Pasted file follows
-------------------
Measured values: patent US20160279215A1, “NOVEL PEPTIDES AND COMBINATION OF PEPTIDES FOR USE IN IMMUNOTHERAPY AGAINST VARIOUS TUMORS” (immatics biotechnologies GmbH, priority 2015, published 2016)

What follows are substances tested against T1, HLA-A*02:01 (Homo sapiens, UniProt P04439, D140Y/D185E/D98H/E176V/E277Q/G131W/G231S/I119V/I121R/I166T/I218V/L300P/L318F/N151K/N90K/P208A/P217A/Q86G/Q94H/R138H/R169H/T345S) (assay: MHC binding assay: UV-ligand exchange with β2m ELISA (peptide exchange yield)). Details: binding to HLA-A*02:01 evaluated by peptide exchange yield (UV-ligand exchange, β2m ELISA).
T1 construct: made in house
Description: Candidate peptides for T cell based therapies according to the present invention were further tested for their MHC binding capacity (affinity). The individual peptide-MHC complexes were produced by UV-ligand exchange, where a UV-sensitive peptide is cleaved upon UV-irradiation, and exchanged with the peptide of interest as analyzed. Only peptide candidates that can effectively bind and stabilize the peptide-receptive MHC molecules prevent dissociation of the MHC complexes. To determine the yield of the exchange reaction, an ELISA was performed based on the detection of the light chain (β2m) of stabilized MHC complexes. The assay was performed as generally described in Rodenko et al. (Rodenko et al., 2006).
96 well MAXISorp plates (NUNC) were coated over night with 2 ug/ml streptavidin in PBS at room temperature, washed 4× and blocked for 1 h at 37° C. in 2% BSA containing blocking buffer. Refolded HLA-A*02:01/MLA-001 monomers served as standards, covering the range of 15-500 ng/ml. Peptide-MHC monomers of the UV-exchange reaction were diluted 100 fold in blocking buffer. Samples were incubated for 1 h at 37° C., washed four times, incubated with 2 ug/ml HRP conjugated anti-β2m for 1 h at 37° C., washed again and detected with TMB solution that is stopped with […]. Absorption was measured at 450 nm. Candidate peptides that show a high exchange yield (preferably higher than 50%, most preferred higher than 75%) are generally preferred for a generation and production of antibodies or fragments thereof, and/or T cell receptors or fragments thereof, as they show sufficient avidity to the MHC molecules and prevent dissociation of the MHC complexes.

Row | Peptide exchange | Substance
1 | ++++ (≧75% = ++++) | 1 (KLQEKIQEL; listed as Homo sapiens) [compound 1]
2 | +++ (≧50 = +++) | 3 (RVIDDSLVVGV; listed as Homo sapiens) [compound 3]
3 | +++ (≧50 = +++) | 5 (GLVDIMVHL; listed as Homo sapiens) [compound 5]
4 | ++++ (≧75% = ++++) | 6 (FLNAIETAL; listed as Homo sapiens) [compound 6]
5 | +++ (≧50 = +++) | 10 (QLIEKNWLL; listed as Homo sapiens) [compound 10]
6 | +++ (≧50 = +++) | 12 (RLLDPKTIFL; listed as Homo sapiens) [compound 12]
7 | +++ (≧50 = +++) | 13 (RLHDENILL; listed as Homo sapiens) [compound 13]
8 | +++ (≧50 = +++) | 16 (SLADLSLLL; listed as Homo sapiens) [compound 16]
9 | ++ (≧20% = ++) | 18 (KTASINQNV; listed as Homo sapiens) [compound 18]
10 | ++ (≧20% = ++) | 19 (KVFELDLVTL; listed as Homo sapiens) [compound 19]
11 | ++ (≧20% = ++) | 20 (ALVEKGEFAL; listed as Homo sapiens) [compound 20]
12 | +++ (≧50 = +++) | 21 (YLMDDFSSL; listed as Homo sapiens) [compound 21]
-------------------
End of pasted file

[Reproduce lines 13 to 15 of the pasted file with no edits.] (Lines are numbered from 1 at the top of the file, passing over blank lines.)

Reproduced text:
7 | +++ (≧50 = +++) | 13 (RLHDENILL; listed as Homo sapiens) [compound 13]
8 | +++ (≧50 = +++) | 16 (SLADLSLLL; listed as Homo sapiens) [compound 16]
9 | ++ (≧20% = ++) | 18 (KTASINQNV; listed as Homo sapiens) [compound 18]